Operating System Support for SQL Server Versions

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There are currently six major versions of SQL Server that I commonly see being used in Production, along with five major versions of Windows Server. Only certain combinations of SQL Server and Windows Server are officially supported by Microsoft, but tracking down this information is a little tedious.

Table 1 shows these possible combinations and whether they are officially supported by Microsoft. One possibly surprising combination is the fact that SQL Server 2012 is not officially supported on Windows Server 2016. Perhaps this is less surprising if you keep in mind that SQL Server 2012 will fall out of mainstream support on July 11, 2017, which is not that far away.


Table 1: OS Support for Recent Versions of SQL Server

The available links that document this are listed below:

Hardware and Software Requirements for Installing SQL Server 2008 R2

Hardware and Software Requirements for Installing SQL Server 2012

Hardware and Software Requirements for Installing SQL Server 2014

Hardware and Software Requirements for Installing SQL Server (for 2016 and later)

If you are getting ready to deploy a new instance of SQL Server 2014 or SQL Server 2016, then you should prefer Windows Server 2016, even though they are also supported on older operating systems. If you are getting ready to deploy a new instance of SQL Server 2008 through SQL Server 2012, then you should prefer Windows Server 2012 R2, even though they are supported on older operating systems.

Finally, if you are getting ready to deploy a new instance of SQL Server 2005, then I feel a little sorry for you! SQL Server 2005 is out of extended support, and it is missing so many useful features that were added in newer versions of SQL Server.

Actually, I recently helped a client deploy some new instances of SQL Server 2005 for some pretty valid business reasons. We ended up deploying to a VM (on new, very fast host hardware) that was running Windows Server 2008 R2, which worked perfectly fine.

Using Windows Resource Monitor to Find Unusual Performance Bottlenecks

I recently had an interesting issue with a new SQL Server 2014 Enterprise Edition instance that was going to be hosting about 200 user databases that each use the SQL Server Filetable feature. The reported problem was that this new instance was taking two-three times longer to restore each full database backup than the restores were taking on a different instance (that had similar hardware and storage resources).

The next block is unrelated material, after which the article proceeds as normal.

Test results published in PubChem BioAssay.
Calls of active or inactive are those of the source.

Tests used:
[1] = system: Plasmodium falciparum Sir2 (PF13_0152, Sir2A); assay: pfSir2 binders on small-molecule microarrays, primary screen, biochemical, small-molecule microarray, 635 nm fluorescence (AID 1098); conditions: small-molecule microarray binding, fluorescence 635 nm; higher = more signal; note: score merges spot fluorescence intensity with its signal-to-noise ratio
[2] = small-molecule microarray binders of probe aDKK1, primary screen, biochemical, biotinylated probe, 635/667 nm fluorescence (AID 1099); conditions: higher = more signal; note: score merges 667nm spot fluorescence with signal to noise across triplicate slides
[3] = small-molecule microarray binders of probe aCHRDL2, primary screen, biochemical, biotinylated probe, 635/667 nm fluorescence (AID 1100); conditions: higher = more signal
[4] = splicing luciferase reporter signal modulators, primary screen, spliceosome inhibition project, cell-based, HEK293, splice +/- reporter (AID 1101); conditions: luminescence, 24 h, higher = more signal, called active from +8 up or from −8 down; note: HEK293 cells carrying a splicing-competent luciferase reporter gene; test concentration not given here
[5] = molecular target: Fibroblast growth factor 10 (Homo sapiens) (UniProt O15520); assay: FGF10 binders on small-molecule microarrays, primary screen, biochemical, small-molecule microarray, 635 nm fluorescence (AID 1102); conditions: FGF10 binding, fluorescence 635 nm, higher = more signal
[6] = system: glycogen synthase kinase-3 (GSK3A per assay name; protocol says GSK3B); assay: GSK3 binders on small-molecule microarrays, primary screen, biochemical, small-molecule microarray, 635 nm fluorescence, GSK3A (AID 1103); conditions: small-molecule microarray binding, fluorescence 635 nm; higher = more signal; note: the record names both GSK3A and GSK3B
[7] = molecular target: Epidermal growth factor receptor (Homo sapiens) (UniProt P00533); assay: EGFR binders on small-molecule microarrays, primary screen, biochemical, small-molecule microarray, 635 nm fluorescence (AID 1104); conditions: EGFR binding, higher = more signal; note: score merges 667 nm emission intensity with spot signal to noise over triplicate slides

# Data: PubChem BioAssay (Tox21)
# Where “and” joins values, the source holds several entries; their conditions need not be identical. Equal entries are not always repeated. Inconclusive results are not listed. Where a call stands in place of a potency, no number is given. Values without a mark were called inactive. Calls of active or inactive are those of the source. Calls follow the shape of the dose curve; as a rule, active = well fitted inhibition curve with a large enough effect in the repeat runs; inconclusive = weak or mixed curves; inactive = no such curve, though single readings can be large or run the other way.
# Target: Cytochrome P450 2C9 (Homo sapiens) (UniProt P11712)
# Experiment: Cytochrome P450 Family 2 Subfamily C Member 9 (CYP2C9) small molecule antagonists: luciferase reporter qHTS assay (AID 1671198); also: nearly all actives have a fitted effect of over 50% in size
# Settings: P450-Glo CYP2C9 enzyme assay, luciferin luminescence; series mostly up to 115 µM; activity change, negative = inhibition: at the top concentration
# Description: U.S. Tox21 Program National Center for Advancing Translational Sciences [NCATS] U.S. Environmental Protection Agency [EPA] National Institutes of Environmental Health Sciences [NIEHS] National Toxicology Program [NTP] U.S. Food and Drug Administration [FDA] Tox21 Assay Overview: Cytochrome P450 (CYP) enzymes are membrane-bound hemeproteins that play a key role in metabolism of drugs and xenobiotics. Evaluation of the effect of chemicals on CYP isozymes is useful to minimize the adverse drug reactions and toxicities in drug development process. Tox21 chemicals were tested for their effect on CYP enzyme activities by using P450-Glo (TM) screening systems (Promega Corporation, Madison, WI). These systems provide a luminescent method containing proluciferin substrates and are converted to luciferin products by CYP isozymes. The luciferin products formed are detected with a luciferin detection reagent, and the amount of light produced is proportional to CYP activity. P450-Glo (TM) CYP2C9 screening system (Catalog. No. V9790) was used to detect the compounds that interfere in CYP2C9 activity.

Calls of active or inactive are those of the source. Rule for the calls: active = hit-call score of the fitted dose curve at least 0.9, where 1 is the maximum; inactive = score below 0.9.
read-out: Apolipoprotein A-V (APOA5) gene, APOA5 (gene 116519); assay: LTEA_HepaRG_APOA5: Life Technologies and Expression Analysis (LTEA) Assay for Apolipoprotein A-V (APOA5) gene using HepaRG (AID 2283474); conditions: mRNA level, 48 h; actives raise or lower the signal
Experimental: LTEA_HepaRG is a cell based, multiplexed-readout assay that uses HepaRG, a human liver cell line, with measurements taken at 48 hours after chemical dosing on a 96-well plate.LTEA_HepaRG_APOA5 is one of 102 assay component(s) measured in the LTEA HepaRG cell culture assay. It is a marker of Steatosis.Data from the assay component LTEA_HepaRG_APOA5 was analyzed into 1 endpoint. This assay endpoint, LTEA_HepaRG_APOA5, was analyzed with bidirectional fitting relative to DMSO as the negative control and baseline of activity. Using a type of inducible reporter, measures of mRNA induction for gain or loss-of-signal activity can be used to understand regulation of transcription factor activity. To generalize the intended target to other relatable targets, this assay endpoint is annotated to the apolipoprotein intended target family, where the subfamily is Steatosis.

I had several initial ideas about what the problem might be, including:

  1. Windows instant file initialization was not enabled
    1. This would force Windows to have to “zero-initialize” the database data file after it was created during the restore, which slows down the restore
    2. It was already enabled on this instance, so that was not the problem
  2. The transaction log files were particularly large for these user databases
    1. Windows instant file initialization does not work on log files, only on data files
    2. This issue would be present on any database instance, not just one
  3. The VLF counts were particularly high in the log files for these databases
    1. This causes the recovery portion for a full database restore (or crash recovery) to take much longer
    2. None of the VLF counts were above 300, plus this would behave the same on any database instance

After my initial ideas were found to be incorrect, I tried restoring a full backup of one of the user databases to the new database server, making sure to use the Stats = 1 option, so the restore progress statistics would update every 1%. This gives you more immediate and fine-grained feedback about the progress of the restore, which is always a good idea.

While the restore was running, I carefully watched the disk activity in Windows Resource Monitor.  You can sort the columns in Windows Resource Monitor to see the highest Reads and Writes (in bytes/second) while the database restore is running. This will show the reads from the database backup file, then the writes to the database data file(s) and the database log file. It also showed the writes to the filetable files, and then something that I did not expect…

The full database restore went very fast until it got to 92%. Then I saw a huge number of parallel reads by the MsMpEng.exe process (which is the Microsoft Antimalware service), which slowed the restore progress to an absolute crawl, also pegging one of the CPU cores on the instance (so it looks like that service is single-threaded).  This seemed to be a major factor in the slowness of the database restore as MsMpEng.exe process was scanning the 8,684 Filetable documents that were in this particular user database.